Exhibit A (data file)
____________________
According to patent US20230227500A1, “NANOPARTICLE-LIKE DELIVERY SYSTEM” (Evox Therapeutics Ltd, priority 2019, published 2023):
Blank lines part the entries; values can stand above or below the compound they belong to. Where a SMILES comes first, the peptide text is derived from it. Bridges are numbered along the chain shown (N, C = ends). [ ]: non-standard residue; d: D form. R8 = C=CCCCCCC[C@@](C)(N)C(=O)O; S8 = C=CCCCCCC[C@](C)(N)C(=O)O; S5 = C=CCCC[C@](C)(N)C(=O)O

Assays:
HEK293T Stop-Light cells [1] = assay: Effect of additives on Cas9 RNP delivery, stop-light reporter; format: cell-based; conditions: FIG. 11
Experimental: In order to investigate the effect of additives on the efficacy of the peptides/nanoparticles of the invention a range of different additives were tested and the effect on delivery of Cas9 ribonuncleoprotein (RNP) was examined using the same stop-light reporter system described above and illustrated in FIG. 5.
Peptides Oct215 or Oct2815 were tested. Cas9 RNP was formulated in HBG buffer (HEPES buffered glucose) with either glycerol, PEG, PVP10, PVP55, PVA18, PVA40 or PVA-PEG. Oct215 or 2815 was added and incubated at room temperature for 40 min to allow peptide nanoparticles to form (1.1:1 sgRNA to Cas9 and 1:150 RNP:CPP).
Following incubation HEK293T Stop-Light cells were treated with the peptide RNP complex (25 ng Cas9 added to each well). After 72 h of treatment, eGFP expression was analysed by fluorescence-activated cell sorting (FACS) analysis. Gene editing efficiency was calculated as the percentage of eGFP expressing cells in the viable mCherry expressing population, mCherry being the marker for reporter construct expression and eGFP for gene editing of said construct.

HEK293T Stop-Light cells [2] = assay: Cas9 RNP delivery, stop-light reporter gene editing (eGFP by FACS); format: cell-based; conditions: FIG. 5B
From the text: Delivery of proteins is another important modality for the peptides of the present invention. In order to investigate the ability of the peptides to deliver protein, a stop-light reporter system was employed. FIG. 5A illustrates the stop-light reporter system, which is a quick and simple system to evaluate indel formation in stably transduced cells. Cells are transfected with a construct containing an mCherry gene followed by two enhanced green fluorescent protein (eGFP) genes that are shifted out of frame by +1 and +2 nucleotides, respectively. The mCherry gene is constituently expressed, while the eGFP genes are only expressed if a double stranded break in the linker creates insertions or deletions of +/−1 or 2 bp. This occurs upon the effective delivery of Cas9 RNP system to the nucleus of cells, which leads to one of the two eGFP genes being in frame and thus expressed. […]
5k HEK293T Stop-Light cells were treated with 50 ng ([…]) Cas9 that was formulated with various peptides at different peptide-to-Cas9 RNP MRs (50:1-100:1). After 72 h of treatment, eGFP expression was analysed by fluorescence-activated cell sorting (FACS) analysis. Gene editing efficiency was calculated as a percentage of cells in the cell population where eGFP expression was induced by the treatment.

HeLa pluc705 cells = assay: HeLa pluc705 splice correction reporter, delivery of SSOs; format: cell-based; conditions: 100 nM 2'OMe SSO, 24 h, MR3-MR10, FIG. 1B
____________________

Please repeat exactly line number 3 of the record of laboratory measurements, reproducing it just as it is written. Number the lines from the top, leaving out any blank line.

Assays: